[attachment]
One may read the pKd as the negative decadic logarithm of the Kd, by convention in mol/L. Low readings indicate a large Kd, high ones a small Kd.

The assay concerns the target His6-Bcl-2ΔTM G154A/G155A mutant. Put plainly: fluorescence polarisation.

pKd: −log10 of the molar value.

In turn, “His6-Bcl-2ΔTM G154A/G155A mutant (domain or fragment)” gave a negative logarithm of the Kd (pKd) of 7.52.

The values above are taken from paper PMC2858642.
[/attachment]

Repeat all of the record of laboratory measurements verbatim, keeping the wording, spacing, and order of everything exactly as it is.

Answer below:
One may read the pKd as the negative decadic logarithm of the Kd, by convention in mol/L. Low readings indicate a large Kd, high ones a small Kd.

The assay concerns the target His6-Bcl-2ΔTM G154A/G155A mutant. Put plainly: fluorescence polarisation.

pKd: −log10 of the molar value.

In turn, “His6-Bcl-2ΔTM G154A/G155A mutant (domain or fragment)” gave a negative logarithm of the Kd (pKd) of 7.52.

The values above are taken from paper PMC2858642.